From the discussion in chapter 14 of John’s Gospel (364-65, footnotes omitted):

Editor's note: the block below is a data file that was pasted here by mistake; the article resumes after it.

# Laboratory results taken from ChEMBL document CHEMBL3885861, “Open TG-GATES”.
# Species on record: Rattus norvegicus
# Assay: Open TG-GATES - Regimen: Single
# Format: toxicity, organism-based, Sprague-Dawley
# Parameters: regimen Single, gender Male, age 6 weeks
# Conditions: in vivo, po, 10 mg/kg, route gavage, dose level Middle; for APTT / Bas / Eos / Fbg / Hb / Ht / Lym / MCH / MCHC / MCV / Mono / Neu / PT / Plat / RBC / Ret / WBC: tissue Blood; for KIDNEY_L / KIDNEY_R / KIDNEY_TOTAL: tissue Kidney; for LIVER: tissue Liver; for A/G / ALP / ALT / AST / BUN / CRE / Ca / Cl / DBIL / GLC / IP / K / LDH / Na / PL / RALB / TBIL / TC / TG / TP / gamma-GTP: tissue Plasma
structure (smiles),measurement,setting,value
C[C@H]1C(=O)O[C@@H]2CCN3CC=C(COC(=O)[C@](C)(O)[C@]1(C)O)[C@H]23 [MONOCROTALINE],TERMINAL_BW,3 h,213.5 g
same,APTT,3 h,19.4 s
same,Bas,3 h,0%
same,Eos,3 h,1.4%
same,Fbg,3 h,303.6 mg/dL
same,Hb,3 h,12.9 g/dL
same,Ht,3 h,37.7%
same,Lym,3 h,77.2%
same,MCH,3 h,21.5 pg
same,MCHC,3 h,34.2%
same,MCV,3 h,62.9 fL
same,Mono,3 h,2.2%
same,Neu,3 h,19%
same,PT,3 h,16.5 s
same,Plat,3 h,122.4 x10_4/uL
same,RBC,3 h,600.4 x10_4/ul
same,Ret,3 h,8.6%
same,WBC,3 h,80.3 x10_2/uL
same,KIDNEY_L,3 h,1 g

The structure of the concluding parts of the Gospel is quite coherent: there is a narrative epilogue (21:1-23) framed by a conclusion divided into two carefully designed stages (20:30-31 and 21:24-25). One reason the conclusion comes in two stages is that they serve to fence off the narrative in ch. 21 from the main narrative of the Gospel, thus indicating its status as an epilogue. An epilogue, it should be noticed, is not the same as a subsequently added appendix. While being deliberately set apart from the main narrative, an epilogue may be fully part of the design of a work. In the case of this Gospel, the Epilogue balances the Prologue at the beginning of the Gospel (1:1-18). The Prologue sketches the prehistory to the Gospel’s story, while the Epilogue foresees its posthistory. Just as the Prologue goes back in time to creation, so the Epilogue previews the future mission of the disciples, symbolized by the miraculous catch of fish, and focuses especially on the different roles that Peter and the Beloved Disciple are to play in it. The time projected by the Epilogue runs to the parousia (future coming) of Jesus. Its last words, in v. 23, are Jesus’ words “until I come,” corresponding at the other end of time to the first words of the prologue: “In the beginning” (1:1).